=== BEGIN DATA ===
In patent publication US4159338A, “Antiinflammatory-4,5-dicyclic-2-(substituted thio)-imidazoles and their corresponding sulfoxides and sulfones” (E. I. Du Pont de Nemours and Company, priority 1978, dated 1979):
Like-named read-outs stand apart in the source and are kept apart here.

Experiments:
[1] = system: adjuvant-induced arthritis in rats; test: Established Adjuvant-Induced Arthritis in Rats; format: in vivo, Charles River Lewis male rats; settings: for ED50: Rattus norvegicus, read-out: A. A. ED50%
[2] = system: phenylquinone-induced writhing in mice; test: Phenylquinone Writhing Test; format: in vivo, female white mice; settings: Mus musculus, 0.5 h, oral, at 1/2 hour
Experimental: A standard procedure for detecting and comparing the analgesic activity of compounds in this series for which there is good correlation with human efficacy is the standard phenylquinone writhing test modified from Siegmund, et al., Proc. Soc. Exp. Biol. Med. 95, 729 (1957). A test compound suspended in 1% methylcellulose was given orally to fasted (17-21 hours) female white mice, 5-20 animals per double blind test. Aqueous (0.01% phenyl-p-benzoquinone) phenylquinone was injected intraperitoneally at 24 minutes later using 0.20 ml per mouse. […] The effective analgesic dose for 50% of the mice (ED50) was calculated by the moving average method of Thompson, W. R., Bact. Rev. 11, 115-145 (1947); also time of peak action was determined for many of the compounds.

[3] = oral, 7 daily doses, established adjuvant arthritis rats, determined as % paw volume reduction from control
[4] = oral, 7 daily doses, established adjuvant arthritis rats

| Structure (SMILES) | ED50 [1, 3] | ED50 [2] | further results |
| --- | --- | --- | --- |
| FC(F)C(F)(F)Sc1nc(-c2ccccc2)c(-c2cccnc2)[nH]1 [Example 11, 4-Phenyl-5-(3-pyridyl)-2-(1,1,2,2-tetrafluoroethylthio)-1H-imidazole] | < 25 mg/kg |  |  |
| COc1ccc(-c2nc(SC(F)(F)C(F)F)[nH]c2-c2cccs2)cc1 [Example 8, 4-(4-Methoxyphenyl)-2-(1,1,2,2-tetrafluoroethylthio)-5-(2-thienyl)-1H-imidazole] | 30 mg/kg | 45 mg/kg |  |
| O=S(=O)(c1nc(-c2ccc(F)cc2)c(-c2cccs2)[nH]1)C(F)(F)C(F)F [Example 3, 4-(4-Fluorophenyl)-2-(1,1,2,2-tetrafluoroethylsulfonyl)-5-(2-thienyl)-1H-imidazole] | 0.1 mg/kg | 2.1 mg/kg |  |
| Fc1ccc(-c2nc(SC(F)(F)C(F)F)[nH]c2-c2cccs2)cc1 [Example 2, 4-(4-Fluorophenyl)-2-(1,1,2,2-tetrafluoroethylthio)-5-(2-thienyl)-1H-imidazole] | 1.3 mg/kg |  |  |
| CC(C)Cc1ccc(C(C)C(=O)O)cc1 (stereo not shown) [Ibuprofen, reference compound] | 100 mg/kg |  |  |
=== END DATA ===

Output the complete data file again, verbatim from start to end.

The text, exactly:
In patent publication US4159338A, “Antiinflammatory-4,5-dicyclic-2-(substituted thio)-imidazoles and their corresponding sulfoxides and sulfones” (E. I. Du Pont de Nemours and Company, priority 1978, dated 1979):
Like-named read-outs stand apart in the source and are kept apart here.

Experiments:
[1] = system: adjuvant-induced arthritis in rats; test: Established Adjuvant-Induced Arthritis in Rats; format: in vivo, Charles River Lewis male rats; settings: for ED50: Rattus norvegicus, read-out: A. A. ED50%
[2] = system: phenylquinone-induced writhing in mice; test: Phenylquinone Writhing Test; format: in vivo, female white mice; settings: Mus musculus, 0.5 h, oral, at 1/2 hour
Experimental: A standard procedure for detecting and comparing the analgesic activity of compounds in this series for which there is good correlation with human efficacy is the standard phenylquinone writhing test modified from Siegmund, et al., Proc. Soc. Exp. Biol. Med. 95, 729 (1957). A test compound suspended in 1% methylcellulose was given orally to fasted (17-21 hours) female white mice, 5-20 animals per double blind test. Aqueous (0.01% phenyl-p-benzoquinone) phenylquinone was injected intraperitoneally at 24 minutes later using 0.20 ml per mouse. […] The effective analgesic dose for 50% of the mice (ED50) was calculated by the moving average method of Thompson, W. R., Bact. Rev. 11, 115-145 (1947); also time of peak action was determined for many of the compounds.

[3] = oral, 7 daily doses, established adjuvant arthritis rats, determined as % paw volume reduction from control
[4] = oral, 7 daily doses, established adjuvant arthritis rats

| Structure (SMILES) | ED50 [1, 3] | ED50 [2] | further results |
| --- | --- | --- | --- |
| FC(F)C(F)(F)Sc1nc(-c2ccccc2)c(-c2cccnc2)[nH]1 [Example 11, 4-Phenyl-5-(3-pyridyl)-2-(1,1,2,2-tetrafluoroethylthio)-1H-imidazole] | < 25 mg/kg |  |  |
| COc1ccc(-c2nc(SC(F)(F)C(F)F)[nH]c2-c2cccs2)cc1 [Example 8, 4-(4-Methoxyphenyl)-2-(1,1,2,2-tetrafluoroethylthio)-5-(2-thienyl)-1H-imidazole] | 30 mg/kg | 45 mg/kg |  |
| O=S(=O)(c1nc(-c2ccc(F)cc2)c(-c2cccs2)[nH]1)C(F)(F)C(F)F [Example 3, 4-(4-Fluorophenyl)-2-(1,1,2,2-tetrafluoroethylsulfonyl)-5-(2-thienyl)-1H-imidazole] | 0.1 mg/kg | 2.1 mg/kg |  |
| Fc1ccc(-c2nc(SC(F)(F)C(F)F)[nH]c2-c2cccs2)cc1 [Example 2, 4-(4-Fluorophenyl)-2-(1,1,2,2-tetrafluoroethylthio)-5-(2-thienyl)-1H-imidazole] | 1.3 mg/kg |  |  |
| CC(C)Cc1ccc(C(C)C(=O)O)cc1 (stereo not shown) [Ibuprofen, reference compound] | 100 mg/kg |  |  |